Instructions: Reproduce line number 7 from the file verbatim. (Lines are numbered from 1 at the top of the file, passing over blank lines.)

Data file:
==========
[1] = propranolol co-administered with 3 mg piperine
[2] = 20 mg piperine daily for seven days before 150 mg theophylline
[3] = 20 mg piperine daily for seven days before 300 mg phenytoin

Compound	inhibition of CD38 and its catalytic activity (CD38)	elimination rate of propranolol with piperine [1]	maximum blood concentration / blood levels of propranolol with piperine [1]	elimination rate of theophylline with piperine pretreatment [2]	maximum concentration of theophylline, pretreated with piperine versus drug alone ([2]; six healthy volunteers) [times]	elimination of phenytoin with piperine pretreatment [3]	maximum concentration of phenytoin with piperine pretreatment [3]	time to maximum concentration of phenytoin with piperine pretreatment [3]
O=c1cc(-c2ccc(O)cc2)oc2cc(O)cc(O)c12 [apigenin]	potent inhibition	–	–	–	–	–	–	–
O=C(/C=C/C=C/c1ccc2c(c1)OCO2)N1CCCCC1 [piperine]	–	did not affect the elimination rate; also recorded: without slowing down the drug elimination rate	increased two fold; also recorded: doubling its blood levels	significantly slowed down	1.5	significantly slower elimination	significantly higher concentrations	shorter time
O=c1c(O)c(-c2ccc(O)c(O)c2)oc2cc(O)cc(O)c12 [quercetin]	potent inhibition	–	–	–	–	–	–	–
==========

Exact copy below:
O=c1c(O)c(-c2ccc(O)c(O)c2)oc2cc(O)cc(O)c12 [quercetin]	potent inhibition	–	–	–	–	–	–	–